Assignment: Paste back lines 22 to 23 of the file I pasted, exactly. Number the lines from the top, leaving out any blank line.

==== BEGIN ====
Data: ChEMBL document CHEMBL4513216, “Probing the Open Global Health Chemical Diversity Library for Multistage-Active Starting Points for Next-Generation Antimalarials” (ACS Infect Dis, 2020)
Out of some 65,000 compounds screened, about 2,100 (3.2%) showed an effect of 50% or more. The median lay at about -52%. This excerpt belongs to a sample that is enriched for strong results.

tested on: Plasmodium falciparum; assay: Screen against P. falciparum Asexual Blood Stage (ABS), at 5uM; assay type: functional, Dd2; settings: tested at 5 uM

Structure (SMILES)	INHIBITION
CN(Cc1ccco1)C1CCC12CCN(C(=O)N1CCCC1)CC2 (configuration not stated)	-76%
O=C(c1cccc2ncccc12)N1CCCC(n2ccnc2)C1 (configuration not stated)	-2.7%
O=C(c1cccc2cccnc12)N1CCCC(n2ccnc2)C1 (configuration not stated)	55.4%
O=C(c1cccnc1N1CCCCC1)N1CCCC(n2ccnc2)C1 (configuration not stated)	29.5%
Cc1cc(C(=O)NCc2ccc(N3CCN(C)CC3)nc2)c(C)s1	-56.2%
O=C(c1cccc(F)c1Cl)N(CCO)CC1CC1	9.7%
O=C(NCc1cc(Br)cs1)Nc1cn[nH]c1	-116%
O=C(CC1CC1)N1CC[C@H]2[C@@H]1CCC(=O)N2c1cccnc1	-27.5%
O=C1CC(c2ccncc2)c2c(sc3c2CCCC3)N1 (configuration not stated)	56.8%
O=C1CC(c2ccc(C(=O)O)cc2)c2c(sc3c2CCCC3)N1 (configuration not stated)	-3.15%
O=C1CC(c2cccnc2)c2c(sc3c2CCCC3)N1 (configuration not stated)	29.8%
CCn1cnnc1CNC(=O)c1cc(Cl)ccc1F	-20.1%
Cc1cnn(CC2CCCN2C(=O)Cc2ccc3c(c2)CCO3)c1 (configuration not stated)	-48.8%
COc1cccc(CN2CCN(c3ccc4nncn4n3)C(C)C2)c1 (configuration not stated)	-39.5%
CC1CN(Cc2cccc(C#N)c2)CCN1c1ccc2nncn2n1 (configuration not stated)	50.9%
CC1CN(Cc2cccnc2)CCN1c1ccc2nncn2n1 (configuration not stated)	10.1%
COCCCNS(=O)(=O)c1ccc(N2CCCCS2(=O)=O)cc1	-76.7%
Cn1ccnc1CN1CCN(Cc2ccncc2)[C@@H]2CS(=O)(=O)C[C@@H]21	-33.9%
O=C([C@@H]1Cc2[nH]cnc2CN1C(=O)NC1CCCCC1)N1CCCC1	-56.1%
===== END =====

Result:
Cn1ccnc1CN1CCN(Cc2ccncc2)[C@@H]2CS(=O)(=O)C[C@@H]21	-33.9%
O=C([C@@H]1Cc2[nH]cnc2CN1C(=O)NC1CCCCC1)N1CCCC1	-56.1%